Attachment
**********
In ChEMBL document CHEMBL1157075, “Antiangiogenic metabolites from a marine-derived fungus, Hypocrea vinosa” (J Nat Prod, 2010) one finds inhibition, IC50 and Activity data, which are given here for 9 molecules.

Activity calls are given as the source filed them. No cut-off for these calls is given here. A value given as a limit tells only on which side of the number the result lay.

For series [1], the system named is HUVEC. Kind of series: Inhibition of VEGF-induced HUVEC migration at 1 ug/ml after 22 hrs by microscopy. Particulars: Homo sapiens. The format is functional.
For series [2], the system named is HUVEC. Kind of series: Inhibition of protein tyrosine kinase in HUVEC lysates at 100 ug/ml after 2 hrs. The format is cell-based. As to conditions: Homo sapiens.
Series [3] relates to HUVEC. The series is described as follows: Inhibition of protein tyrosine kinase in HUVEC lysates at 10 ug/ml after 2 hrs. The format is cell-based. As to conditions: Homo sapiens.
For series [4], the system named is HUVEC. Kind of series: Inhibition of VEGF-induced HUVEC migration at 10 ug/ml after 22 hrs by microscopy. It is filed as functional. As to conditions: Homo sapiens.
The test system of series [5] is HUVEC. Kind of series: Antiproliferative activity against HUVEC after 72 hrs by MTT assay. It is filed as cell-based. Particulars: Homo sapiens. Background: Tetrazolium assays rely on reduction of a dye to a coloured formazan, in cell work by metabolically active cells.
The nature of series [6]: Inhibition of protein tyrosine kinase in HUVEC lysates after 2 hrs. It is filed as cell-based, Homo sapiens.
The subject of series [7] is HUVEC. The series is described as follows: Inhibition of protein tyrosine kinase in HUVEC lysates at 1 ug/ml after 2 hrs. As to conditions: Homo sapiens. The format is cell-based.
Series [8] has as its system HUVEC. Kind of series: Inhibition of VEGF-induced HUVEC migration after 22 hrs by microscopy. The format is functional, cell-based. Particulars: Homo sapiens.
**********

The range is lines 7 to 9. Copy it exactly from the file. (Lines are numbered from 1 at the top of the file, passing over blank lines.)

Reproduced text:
The test system of series [5] is HUVEC. Kind of series: Antiproliferative activity against HUVEC after 72 hrs by MTT assay. It is filed as cell-based. Particulars: Homo sapiens. Background: Tetrazolium assays rely on reduction of a dye to a coloured formazan, in cell work by metabolically active cells.
The nature of series [6]: Inhibition of protein tyrosine kinase in HUVEC lysates after 2 hrs. It is filed as cell-based, Homo sapiens.
The subject of series [7] is HUVEC. The series is described as follows: Inhibition of protein tyrosine kinase in HUVEC lysates at 1 ug/ml after 2 hrs. As to conditions: Homo sapiens. The format is cell-based.